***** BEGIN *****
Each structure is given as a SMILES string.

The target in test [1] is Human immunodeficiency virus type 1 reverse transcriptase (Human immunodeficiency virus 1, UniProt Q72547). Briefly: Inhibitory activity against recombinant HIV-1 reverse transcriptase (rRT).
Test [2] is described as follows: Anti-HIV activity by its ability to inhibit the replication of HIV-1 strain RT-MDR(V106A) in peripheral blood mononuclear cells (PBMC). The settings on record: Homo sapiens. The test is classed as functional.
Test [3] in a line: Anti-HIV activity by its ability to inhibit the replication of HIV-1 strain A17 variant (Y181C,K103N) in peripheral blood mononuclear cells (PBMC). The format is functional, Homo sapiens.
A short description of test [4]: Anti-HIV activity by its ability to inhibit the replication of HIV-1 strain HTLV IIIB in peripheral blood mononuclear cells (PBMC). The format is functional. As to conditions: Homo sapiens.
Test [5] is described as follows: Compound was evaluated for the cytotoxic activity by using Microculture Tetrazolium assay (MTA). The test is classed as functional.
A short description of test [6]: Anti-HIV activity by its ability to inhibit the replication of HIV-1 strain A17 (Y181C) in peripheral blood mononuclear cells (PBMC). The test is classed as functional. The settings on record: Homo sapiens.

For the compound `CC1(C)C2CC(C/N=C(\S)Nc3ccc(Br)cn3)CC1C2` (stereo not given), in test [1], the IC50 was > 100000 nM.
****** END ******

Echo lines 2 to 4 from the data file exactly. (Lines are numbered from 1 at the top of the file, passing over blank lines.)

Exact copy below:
The target in test [1] is Human immunodeficiency virus type 1 reverse transcriptase (Human immunodeficiency virus 1, UniProt Q72547). Briefly: Inhibitory activity against recombinant HIV-1 reverse transcriptase (rRT).
Test [2] is described as follows: Anti-HIV activity by its ability to inhibit the replication of HIV-1 strain RT-MDR(V106A) in peripheral blood mononuclear cells (PBMC). The settings on record: Homo sapiens. The test is classed as functional.
Test [3] in a line: Anti-HIV activity by its ability to inhibit the replication of HIV-1 strain A17 variant (Y181C,K103N) in peripheral blood mononuclear cells (PBMC). The format is functional, Homo sapiens.